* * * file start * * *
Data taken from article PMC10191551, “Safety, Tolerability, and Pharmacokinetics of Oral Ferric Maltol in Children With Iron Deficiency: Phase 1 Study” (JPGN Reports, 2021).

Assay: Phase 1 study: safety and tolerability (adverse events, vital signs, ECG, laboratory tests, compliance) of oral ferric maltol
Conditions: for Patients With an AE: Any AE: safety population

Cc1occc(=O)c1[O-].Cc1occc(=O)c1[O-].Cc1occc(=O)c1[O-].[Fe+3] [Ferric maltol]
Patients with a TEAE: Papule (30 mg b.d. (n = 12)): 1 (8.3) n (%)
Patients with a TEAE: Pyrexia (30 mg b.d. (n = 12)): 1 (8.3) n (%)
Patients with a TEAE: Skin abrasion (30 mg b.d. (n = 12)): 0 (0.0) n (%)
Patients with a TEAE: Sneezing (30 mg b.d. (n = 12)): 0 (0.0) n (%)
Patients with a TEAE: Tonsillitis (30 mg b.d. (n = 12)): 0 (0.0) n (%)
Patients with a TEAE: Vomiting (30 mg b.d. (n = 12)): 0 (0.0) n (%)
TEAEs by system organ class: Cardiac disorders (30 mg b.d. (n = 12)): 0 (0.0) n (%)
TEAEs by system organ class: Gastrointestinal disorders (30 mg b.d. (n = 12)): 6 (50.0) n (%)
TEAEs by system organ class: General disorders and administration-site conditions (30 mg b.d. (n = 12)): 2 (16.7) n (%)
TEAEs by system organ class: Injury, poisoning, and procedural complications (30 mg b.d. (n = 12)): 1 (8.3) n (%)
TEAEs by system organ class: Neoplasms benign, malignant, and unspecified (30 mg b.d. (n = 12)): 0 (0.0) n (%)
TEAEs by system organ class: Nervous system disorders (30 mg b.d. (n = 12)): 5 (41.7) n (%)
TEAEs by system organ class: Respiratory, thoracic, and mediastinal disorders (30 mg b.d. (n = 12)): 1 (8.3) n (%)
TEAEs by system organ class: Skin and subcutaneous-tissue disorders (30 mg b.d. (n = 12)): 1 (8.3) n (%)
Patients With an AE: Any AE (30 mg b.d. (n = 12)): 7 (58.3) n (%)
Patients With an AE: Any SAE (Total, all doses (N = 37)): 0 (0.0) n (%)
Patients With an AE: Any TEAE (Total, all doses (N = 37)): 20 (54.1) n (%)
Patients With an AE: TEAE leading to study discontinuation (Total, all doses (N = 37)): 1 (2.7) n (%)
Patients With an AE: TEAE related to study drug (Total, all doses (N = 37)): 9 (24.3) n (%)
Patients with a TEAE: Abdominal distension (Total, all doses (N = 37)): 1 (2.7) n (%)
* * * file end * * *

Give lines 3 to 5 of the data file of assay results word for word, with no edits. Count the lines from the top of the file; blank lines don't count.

Conditions: for Patients With an AE: Any AE: safety population

Cc1occc(=O)c1[O-].Cc1occc(=O)c1[O-].Cc1occc(=O)c1[O-].[Fe+3] [Ferric maltol]
Patients with a TEAE: Papule (30 mg b.d. (n = 12)): 1 (8.3) n (%)